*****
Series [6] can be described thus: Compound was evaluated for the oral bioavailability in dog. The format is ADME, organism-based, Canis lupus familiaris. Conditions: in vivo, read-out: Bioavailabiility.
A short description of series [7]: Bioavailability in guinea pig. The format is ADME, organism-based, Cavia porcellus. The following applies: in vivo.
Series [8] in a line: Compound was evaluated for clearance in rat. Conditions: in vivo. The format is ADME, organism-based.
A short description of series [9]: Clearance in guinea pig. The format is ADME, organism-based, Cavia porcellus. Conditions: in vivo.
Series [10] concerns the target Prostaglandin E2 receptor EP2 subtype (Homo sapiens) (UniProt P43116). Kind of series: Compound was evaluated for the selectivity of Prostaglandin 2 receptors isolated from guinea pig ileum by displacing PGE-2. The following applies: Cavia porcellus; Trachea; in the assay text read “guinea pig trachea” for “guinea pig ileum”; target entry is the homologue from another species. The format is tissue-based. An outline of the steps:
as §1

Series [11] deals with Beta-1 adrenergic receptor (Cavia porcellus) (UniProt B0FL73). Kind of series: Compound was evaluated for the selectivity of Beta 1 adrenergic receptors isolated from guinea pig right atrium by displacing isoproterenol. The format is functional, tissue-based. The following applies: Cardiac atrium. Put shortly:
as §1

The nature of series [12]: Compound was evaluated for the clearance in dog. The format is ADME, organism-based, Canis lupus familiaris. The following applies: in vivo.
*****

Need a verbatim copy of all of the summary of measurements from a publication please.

Series [6] can be described thus: Compound was evaluated for the oral bioavailability in dog. The format is ADME, organism-based, Canis lupus familiaris. Conditions: in vivo, read-out: Bioavailabiility.
A short description of series [7]: Bioavailability in guinea pig. The format is ADME, organism-based, Cavia porcellus. The following applies: in vivo.
Series [8] in a line: Compound was evaluated for clearance in rat. Conditions: in vivo. The format is ADME, organism-based.
A short description of series [9]: Clearance in guinea pig. The format is ADME, organism-based, Cavia porcellus. Conditions: in vivo.
Series [10] concerns the target Prostaglandin E2 receptor EP2 subtype (Homo sapiens) (UniProt P43116). Kind of series: Compound was evaluated for the selectivity of Prostaglandin 2 receptors isolated from guinea pig ileum by displacing PGE-2. The following applies: Cavia porcellus; Trachea; in the assay text read “guinea pig trachea” for “guinea pig ileum”; target entry is the homologue from another species. The format is tissue-based. An outline of the steps:
as §1

Series [11] deals with Beta-1 adrenergic receptor (Cavia porcellus) (UniProt B0FL73). Kind of series: Compound was evaluated for the selectivity of Beta 1 adrenergic receptors isolated from guinea pig right atrium by displacing isoproterenol. The format is functional, tissue-based. The following applies: Cardiac atrium. Put shortly:
as §1

The nature of series [12]: Compound was evaluated for the clearance in dog. The format is ADME, organism-based, Canis lupus familiaris. The following applies: in vivo.